Serious misconduct, provided that the employee is given an opportunity to respond to the charges leveled against him, is sufficient enough reason for dismissal. However, not every conduct deserves the dismissal punishment. Standing Order 15 provides a range of punishments (fines) available to an employer depending on severity of omissions. Instances of misconduct include “habitual breach of law, absence without permission, willful disobedience, damage to employer’s property, theft, fraud, illegal strike, go-slow, etc.
It is prohibited to dismiss
The law provides protection to employees from dismissal under specified circumstances. For example, under the West Pakistan Maternity Benefits Ordinance, 1958, a woman absent from work on account of her maternity leave cannot be dismissed during such absence. Moreover, a woman cannot be dismissed from service without a sufficient cause within a period of six months prior to the date of her delivery, Employers in contravention of the provisions of the Ordinance can be charged penalties.
The Provincial Employees’ Social Security Ordinance, 1965 also prevents employers from dismissing, discharging, reducing or otherwise punishing an employee during a period in which the employee avails their sickness/ maternity/ injury or medical benefits. Any notice of dismissal or discharge or reduction given to an employee during such period will be invalid.
Either party may terminate an employment contract after giving one-month notice prior to contract termination. If one-month notice is not served, a worker must be paid one-month wages in lieu of notice. It is important to remember that only permanent workers are required to give (and be served notice) before terminating employment contract. Temporary workers, badlis (alternate employee working in place of an absent permanent worker or probationer) and probationers are not entitled to any notice (or in pay in lieu thereof) if their services are to be terminated. Similarly, they are not required to serve a notice before leaving employer.
In accordance with the provisions of Standing Orders Ordinance, a worker whose employment has been terminated for any reason other than misconduct is entitled to a “severance pay or gratuity” which is equivalent to 30 days’ wages for every completed year of service or any part thereof in excess of 6 months (e.g., five years and 8 months is counted as 6 years). An employer may substitute a provident fund (type of pension) for gratuity.
Employee Benefits and Contributions
List all mandatory monetary and nonmonetary benefits required by law to be provided by an employer:
- Annual leave
- public holiday entitlement
- sick leave
- casual leave
- maternity leave
- one profit bonus
- old-age pension and medical benefits through social security schemes.
Employee probation period. Probationary periods are allowed in the private sector but should last no longer than six months.
If a worker works beyond the stipulated working hours, i.e., 9 hours a day and 48 hours a week, he is entitled to an overtime pay that is double the rate of his ordinary pay (200% of the normal wage rate). In seasonal factories, workers may work up to 56 hours a week.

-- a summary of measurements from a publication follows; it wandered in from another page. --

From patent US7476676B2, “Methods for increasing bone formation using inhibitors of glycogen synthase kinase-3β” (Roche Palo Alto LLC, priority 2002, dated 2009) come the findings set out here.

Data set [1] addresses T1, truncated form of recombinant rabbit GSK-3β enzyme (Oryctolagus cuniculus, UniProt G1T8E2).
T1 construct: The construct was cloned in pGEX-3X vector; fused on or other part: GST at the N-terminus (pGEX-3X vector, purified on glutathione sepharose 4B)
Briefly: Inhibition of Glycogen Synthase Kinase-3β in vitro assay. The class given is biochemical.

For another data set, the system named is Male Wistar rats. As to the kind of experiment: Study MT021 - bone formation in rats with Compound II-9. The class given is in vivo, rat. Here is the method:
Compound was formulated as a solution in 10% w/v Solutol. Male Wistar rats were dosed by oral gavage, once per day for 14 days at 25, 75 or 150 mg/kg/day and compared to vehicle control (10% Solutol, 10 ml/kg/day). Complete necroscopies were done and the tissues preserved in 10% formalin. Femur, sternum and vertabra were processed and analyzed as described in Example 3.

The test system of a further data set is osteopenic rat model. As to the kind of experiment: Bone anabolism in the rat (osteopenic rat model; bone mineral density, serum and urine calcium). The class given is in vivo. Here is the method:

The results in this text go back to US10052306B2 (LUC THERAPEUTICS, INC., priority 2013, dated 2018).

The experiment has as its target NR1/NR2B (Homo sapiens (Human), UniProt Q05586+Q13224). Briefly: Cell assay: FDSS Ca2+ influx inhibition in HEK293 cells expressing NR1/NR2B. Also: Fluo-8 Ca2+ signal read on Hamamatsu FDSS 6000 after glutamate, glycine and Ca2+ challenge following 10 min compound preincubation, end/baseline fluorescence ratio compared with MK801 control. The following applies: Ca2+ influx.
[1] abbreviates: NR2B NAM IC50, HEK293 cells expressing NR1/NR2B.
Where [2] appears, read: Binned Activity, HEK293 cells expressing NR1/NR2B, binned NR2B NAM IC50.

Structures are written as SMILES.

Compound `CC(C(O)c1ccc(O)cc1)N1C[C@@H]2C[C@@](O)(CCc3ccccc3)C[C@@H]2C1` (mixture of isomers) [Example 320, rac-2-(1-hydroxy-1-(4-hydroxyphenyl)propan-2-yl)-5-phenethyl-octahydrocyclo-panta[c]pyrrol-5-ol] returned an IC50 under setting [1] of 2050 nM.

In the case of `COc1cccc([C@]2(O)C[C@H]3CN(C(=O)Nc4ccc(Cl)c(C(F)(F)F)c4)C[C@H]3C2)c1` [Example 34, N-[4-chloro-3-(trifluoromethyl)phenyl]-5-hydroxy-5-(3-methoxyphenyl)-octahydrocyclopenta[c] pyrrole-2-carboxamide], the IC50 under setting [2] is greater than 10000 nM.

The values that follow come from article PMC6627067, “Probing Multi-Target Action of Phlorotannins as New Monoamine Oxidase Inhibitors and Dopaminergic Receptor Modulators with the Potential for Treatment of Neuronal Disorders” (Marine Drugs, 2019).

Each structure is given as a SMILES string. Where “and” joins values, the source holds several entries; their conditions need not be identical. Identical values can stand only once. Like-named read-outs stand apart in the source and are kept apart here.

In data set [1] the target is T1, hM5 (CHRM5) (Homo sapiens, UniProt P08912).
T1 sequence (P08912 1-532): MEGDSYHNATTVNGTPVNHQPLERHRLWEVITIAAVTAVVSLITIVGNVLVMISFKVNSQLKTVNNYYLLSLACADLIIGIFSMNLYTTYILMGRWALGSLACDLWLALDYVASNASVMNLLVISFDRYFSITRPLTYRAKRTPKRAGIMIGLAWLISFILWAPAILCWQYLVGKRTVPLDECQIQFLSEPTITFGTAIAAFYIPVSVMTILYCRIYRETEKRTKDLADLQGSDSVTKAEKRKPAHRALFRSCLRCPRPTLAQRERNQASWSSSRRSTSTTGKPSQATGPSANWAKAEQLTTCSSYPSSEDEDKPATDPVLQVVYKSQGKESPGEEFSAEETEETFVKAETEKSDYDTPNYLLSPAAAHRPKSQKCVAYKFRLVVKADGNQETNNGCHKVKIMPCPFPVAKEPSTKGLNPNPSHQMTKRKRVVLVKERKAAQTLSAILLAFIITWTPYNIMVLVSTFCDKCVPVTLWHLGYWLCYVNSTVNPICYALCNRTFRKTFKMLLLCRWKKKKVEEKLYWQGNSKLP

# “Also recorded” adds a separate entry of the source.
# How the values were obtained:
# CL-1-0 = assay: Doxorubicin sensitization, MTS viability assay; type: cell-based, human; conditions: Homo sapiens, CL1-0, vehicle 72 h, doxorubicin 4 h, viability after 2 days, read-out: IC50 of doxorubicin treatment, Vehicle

No adult worker shall be allowed or required to work in a factory for more than 48 hours a week or 9 hours a day.
An employee is entitled to 14 calendar days paid annual leave, after completion of 12 months of continuous service.This law does not indicate whether paid annual leave increases with longer service/seniority. A worker is paid his daily wages while he is on annual leave. Factory workers are paid half of the pay due for annual leave before start of the leave. The annual leave has to be consecutive and may not be split however if a worker fails to avail whole leave during the 12 months, it is added to the next year. However, not more than 14 days of leave can be carried forward.
In addition to the 14 days of annual leave with pay, the Factories Act, provides that every worker is entitled to 10 days casual leave with full pay and further 16 days sick or medical leave on half pay. Casual leave is granted upon contingent situations such as sudden illness or any other urgent purpose. It should be obtained on prior application unless the urgency prevents the making of such application. As a customary practice, causal leave is approved in most cases. Sick leave, on the other hand, may be availed of on support of a medical certificate. Management should not refuse the leave asked for if it is supported by a medical certificate.
Maternity rights and leaves. The law is applicable to female workers across the board within all establishments and requires the employer to grant mandatory benefits to female workers. Every employer is liable for paying maternity benefits female workers at the rate of their wages last paid prior to taking maternity leave. Such leave shall be paid during the period of six weeks immediately preceding and including the day on which the female worker delivers a child, and for each day of six weeks succeeding the day she gives birth.
Furthermore, the employee is entitled to an additional six weeks of paid leave at her option either before or after delivery.
Acumen International can help you fast-track your possibilities of entering and expanding your business in Pakistan by providing you with our Employer of Record services. Our unique mix of PEO/EOR solutions will enable you to jumpstart your global operations almost immediately, cost-effectively and compliantly without any need to set up a legal entity first or afterwards.